# Integral Operator bounded on $L^p$, or infinite-dimensional matrix operator bounded on $\ell^p$

Note: As a newer user, forgive me if this is against forum etiquette to bring attention to old (one of which is unanswered) posts. To make this question more novel to the site, I expound on why I did not understand the answer to the probelm involving sequences. If a question like this should not be posted, please mark it as duplicate.

I am having difficulty solving both of these problems (both can be solved similarly, one is just in a function space, the other in a sequence space).

Integral operator is bounded on $L^p$ if it maps $L^p$ to itself

Show that the map $A : l^p \rightarrow l^q$ is a bounded linear map

At first both of these problems appear to be a straightforward application of the Closed Graph Theorem. The next obvious step is to use Holder's inequality, but showing that the infinite dimensional matrix or the integral kernel are in the Holder dual space isn't clear (I mean, if we do that anyway, I think we have solved the problem because $(L^p)^* \cong L^q$ and similarly $(\ell^p)^* \cong \ell^q$, with $q$ the Holder conjugate). The second link seems to indicate that the Baire category theorem might be useful to prove the matrix is in $\ell^q$, but I don't know why or where to start. Any hints? Thanks.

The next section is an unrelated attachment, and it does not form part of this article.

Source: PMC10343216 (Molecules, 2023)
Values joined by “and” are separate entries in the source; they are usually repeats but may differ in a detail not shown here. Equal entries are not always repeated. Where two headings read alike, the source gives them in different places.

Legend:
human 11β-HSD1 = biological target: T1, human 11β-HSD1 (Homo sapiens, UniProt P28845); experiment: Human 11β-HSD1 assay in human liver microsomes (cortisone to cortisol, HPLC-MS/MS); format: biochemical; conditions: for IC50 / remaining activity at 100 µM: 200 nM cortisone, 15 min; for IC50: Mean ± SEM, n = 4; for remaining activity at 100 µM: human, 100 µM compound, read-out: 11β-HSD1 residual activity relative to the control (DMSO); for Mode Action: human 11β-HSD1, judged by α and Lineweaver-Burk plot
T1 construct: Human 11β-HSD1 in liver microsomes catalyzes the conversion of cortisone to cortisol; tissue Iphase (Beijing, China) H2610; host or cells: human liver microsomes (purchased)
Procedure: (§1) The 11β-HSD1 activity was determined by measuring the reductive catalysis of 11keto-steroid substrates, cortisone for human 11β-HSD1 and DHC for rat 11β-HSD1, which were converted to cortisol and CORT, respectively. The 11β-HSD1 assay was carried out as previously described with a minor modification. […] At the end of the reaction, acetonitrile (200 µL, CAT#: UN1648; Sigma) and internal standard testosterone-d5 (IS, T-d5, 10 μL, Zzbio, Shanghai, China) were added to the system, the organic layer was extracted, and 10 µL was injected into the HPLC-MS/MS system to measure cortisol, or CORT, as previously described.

• If it helps, these problems are both in Conway's A Course in Functional Analysis, Chapter III, Section 14. – mathishard.butweloveit Jul 19 '18 at 21:21
• My apologies, section 12, not 14. – mathishard.butweloveit Jul 24 '18 at 14:59